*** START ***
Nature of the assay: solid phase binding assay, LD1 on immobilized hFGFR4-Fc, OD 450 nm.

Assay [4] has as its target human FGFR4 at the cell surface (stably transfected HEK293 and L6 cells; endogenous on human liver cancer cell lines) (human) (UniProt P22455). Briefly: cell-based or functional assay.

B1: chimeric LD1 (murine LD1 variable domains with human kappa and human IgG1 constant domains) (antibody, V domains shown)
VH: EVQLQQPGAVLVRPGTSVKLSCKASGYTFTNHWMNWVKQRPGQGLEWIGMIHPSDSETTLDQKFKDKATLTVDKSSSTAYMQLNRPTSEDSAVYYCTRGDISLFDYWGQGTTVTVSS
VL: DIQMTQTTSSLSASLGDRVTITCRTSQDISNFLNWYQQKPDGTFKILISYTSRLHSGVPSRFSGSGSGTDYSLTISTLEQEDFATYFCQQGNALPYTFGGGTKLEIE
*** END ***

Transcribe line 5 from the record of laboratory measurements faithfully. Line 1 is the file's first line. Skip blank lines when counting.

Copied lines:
VL: DIQMTQTTSSLSASLGDRVTITCRTSQDISNFLNWYQQKPDGTFKILISYTSRLHSGVPSRFSGSGSGTDYSLTISTLEQEDFATYFCQQGNALPYTFGGGTKLEIE